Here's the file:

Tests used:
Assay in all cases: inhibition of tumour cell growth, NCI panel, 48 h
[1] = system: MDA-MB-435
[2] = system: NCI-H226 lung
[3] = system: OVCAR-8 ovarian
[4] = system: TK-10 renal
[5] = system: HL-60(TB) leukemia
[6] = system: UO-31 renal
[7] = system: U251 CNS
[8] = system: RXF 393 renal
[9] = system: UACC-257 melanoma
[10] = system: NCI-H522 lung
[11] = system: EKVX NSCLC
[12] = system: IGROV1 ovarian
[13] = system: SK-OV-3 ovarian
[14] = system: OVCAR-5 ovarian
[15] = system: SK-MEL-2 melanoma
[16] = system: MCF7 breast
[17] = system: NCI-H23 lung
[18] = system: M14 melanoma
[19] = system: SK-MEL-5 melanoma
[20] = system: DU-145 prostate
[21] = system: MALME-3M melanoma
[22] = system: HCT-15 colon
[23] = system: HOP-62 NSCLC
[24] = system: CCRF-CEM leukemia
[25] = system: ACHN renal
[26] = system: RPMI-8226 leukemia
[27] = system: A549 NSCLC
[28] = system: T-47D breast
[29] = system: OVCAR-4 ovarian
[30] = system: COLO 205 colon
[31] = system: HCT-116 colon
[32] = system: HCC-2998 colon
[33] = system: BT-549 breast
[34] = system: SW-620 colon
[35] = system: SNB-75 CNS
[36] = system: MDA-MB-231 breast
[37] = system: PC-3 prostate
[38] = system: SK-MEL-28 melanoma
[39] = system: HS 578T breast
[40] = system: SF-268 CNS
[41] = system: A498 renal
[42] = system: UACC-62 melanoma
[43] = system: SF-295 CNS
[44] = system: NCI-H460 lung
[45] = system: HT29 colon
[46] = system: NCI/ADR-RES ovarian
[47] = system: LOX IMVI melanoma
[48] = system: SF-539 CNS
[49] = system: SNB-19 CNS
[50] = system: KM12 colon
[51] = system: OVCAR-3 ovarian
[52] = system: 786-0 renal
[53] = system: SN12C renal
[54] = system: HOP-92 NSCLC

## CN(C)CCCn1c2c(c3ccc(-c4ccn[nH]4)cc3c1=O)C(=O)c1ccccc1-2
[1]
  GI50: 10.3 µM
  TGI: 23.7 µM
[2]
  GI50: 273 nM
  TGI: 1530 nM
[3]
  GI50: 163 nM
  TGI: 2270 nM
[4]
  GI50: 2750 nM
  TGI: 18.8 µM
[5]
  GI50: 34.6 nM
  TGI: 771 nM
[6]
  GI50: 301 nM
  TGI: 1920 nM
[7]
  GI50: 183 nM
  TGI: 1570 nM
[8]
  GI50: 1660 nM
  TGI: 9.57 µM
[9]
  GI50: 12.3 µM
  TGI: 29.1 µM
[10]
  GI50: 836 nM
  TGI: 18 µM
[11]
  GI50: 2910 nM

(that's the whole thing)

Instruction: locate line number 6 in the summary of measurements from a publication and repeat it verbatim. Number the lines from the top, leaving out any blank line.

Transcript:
[4] = system: TK-10 renal